Wednesday, August 13, 2008

Douglas Preston (with Mario Spezi)/THE MONSTER OF FLORENCE

Cover: The Monster of FlorenceI don't read many "true crime" books. Couldn't bring myself ever to open Vincent Bugliosi's HELTER SKELTER, for example, although for a time it seemed as if everyone else was reading it. But there's one variety of this genre that I do like. If I had to put a name to it, it would be "literary true crime."

Think, say, of John Berendt's MIDNIGHT IN THE GARDEN OF GOOD AND EVIL: a writer moves to an exotic, almost gothic locale (Savannah, GA, in Berendt's case). As he settles into his new community, soaks up its history, its mythology, he learns of some spectacular crime, most often a murder, which took place years ago. He learns that citizens are still willing to discuss it -- with reticence, in whispers. Fog, and dark (sometimes moonlit) nights, play a significant role. Gradually, in the writer's head, a story takes shape: one with universal, operatic overtones, a creepy setting, and a cast of wild, exaggerated personalities.

That's THE MONSTER OF FLORENCE, as well.

Background: Over a period of decades, from 1968 to 1985, a series of murders occurred in the vicinity of Florence, Italy. All the victims were couples found in or near their cars, parked in rural or wooded areas (and thus presumably surprised, mid-tryst, by the killer). In all but one case, each pair of victims consisted of a man and a woman. (The exception, two homosexual men, is believed to have surprised the killer: certain signs indicated that he panicked when he realized this wasn't going to be his typical adventure.) The male victims were more or less obstacles to be disposed of, and shot in their cars; the women were all not just killed but mutilated. (There were no signs of rape, however.) All the murders involved the same gun; the bullets, indeed, all came not just from the same manufacturer but from the exact same box of bullets.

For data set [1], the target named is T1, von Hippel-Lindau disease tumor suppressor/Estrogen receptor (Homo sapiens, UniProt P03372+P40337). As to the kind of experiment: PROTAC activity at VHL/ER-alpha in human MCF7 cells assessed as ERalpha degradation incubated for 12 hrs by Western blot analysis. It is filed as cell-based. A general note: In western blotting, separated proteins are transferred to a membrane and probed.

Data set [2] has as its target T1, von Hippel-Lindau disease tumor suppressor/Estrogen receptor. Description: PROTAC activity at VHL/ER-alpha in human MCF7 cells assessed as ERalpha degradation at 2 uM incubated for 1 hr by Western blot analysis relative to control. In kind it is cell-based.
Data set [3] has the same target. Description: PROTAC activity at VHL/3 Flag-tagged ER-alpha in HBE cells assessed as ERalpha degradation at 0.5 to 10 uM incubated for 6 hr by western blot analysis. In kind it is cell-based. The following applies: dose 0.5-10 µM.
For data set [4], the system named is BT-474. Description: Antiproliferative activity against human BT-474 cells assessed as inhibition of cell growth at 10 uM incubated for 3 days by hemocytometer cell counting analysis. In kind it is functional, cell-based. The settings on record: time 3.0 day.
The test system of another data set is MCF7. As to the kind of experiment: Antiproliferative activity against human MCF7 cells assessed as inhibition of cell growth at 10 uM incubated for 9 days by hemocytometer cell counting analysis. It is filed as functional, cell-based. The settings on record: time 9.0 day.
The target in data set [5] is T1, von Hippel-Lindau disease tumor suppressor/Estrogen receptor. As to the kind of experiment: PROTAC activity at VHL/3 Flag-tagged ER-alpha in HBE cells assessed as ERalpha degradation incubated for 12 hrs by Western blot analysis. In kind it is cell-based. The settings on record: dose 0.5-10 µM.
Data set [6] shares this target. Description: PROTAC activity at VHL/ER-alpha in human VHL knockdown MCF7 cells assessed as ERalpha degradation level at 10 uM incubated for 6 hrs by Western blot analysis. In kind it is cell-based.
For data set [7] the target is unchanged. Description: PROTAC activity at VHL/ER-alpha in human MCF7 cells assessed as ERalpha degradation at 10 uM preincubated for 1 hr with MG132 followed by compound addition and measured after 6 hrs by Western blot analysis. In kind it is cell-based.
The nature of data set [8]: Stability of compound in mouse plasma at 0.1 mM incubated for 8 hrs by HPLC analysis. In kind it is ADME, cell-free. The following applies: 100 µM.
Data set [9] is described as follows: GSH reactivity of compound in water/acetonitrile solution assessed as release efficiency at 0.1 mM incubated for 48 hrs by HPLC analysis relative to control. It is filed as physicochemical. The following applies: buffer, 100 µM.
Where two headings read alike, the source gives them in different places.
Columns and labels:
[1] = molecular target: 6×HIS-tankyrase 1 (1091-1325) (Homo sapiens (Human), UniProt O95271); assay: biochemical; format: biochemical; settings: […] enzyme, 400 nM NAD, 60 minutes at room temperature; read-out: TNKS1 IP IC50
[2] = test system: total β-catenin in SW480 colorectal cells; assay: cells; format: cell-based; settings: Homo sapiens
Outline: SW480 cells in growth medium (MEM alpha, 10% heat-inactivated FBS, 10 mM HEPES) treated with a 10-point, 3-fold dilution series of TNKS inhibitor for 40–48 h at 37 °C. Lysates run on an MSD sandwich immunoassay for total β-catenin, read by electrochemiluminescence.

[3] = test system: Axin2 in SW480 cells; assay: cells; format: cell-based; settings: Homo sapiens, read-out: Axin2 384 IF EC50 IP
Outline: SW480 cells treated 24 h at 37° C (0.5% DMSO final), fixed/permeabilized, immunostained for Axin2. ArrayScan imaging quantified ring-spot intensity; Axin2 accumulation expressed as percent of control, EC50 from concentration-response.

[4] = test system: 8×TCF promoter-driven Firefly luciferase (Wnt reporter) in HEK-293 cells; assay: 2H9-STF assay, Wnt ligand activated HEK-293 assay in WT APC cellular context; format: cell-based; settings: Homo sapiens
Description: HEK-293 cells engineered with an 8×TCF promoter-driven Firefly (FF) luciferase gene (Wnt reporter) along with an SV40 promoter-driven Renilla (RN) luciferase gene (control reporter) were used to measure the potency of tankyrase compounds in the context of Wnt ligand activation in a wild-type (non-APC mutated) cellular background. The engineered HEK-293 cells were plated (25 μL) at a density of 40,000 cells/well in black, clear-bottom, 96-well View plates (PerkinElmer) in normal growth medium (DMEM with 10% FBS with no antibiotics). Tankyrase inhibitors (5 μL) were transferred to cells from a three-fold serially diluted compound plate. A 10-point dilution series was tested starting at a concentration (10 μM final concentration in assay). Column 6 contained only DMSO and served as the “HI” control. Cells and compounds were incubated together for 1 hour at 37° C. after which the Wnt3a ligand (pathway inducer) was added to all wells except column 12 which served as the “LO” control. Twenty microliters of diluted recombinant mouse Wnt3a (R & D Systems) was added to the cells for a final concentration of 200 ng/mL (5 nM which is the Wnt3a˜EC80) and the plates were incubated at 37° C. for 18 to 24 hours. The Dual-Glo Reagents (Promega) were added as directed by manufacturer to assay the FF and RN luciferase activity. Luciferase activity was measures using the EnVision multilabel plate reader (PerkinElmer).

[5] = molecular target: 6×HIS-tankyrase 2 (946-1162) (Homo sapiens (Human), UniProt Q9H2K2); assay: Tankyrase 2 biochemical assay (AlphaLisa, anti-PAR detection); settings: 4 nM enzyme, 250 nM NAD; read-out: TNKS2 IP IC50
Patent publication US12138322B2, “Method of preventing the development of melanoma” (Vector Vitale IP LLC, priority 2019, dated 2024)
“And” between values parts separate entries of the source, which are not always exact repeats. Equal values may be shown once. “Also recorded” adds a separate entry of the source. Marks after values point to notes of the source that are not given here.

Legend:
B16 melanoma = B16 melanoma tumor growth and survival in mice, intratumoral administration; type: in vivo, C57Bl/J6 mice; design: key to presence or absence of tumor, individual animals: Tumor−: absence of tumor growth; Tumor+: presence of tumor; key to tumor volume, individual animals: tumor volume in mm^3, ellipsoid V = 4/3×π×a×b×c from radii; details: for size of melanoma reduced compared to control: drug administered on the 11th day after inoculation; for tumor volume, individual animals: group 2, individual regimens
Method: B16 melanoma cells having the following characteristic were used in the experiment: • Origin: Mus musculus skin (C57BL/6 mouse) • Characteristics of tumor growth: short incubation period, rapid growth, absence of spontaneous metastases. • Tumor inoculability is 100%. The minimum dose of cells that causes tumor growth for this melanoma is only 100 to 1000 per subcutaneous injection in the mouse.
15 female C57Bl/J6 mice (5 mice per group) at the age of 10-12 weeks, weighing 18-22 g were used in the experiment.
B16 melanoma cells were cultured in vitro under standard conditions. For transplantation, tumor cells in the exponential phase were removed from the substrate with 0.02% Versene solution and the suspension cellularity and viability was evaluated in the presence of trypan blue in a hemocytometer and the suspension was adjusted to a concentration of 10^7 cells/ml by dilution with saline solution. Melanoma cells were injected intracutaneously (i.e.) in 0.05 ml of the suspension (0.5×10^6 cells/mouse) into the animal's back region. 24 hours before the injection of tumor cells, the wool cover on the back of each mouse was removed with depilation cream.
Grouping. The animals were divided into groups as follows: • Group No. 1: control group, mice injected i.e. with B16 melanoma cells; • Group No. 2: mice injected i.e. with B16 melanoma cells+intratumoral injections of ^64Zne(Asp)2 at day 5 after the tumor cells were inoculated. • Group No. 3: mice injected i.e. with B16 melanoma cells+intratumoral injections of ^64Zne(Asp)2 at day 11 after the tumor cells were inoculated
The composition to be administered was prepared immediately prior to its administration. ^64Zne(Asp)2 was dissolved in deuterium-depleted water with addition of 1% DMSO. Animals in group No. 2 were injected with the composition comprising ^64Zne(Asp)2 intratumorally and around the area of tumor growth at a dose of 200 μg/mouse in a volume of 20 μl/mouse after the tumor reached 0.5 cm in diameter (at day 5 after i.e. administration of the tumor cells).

The killer came to be known as the Monster of Florence. Over the years, the arc of the Monster's history was covered, especially, by Mario Spezi, the award-winning Italian journalist who was Douglas Preston's co-author.